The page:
What is a client portal, and why do you need one?
The client portal has turned from a nice-to-have feature to something most companies heavily rely on. It helps them streamline their operations, message back-and-forth with clients, and strengthen their brand.
As this type of software has become increasingly more popular, so has it become more diverse. You can find client portals for different niches, such as SPP for agencies and productized services, while others focus on law firms.
Let’s take a closer look why you need a client portal, its benefits, and how you can find the best client portal to give your clients access to everything they need.
What is client portal?
Client portals are cloud-based software that clients can access via a website through their web browser. Most portals are configured to be accessed via a subdomain (clients.yourdomain.com), so that it looks like it belongs to your company. The main goal is to make interacting with clients smooth while gathering all information in one central place.
To be able to exchange sensitive information in a secure manner, most portals require clients to sign up with an email address and password, and secure the connection via SSL encryption. Once logged in, clients are able to access digital files, manage subscriptions, access private links, and more—all from an easy-to-understand dashboard.
Client portal benefits
One of the most important benefits of a customer portal is that it centralizes all information—for both the client and the company servicing them. From invoices to automatic email notifications, clients know when changes are made and if they need to provide additional information.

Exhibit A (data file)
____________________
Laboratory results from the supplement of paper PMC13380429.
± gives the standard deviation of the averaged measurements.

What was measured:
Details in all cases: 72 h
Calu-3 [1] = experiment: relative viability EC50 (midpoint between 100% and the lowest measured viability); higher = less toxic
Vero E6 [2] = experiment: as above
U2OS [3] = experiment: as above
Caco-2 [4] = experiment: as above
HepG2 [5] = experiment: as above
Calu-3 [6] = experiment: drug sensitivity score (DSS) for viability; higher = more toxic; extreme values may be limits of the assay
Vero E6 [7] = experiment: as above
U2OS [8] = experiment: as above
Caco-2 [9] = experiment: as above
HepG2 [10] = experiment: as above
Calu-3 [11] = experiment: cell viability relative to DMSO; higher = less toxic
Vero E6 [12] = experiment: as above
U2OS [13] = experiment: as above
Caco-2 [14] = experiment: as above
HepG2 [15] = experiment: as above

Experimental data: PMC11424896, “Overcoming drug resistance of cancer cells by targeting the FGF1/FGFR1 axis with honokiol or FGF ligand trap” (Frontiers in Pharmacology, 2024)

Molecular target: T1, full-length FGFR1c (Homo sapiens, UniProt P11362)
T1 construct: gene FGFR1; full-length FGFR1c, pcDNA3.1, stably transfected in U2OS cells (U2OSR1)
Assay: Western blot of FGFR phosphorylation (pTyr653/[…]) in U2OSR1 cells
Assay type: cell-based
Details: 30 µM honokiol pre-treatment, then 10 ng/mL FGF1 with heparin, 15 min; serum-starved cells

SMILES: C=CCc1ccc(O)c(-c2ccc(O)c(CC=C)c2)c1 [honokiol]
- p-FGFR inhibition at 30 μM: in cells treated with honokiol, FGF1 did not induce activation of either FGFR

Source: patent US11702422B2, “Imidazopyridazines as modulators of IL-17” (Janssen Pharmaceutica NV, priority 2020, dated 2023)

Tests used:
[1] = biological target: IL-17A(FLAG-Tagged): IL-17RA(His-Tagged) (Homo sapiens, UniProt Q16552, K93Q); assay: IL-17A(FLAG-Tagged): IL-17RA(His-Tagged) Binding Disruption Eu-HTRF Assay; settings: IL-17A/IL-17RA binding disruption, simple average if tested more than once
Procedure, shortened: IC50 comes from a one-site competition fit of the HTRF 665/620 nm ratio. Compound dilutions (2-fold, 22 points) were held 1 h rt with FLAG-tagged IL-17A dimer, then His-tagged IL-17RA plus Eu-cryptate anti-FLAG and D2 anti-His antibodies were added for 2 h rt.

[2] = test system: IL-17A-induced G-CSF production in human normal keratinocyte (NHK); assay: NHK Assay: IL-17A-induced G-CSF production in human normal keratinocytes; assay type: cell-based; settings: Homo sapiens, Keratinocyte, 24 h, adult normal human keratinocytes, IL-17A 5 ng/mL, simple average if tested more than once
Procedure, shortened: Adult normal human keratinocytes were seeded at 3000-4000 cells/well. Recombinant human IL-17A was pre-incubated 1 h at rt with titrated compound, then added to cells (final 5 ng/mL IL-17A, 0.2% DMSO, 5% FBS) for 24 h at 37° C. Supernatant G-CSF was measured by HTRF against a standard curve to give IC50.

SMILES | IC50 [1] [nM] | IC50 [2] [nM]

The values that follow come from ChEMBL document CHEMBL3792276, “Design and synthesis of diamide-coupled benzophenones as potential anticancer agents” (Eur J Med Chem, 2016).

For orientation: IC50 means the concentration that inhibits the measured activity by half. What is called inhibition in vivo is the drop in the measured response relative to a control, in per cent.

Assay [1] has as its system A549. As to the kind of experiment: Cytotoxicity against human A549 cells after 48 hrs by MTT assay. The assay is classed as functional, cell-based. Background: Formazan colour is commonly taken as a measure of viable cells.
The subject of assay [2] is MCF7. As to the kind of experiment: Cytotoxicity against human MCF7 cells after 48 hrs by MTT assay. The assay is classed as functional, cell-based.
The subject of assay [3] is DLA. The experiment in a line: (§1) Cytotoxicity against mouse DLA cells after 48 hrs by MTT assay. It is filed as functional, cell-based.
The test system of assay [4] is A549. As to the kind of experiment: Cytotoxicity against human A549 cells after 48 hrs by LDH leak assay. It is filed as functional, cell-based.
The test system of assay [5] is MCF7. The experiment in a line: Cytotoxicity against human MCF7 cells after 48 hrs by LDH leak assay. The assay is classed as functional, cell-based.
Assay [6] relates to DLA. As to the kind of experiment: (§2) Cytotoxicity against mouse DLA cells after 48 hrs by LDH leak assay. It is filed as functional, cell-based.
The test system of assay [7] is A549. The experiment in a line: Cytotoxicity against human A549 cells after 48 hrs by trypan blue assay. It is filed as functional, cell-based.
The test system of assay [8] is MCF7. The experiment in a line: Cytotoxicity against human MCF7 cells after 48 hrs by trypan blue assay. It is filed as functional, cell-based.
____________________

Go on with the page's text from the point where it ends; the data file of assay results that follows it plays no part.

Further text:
For companies, the portal is not only the single source of truth, modern client portal applications are also able to generate reports. Those can be used to identify recurring issues, and prevent them from happening. For instance, if customers ask the same question repeatedly, add it to your FAQ in the client portal.
Here are a few more benefits you can enjoy:
invite collaborators to deliver services more effectively
track invoice payments and send payment reminders
ask clients to fill out intake forms after payment
securely share sensitive files with customers
embed external reports individually for each client
improve your customer support with a FAQ section
Different types of client portals
The main goal of a client portal is to improve the customer experience, which is why apps usually focus on enabling specific features, for instance:
Document & file sharing: Need to share files with your clients, or allow them to upload them? Find a customer service portal that manages files, and makes it easy to securely access documents in the future.
Invoice & subscription management: If your goal is to allow clients to self-service their subscription to your services, and download invoices, certain portals connect to payment gateways such as Stripe. Clients can easily upgrade their subscriptions, or cancel them if they wish.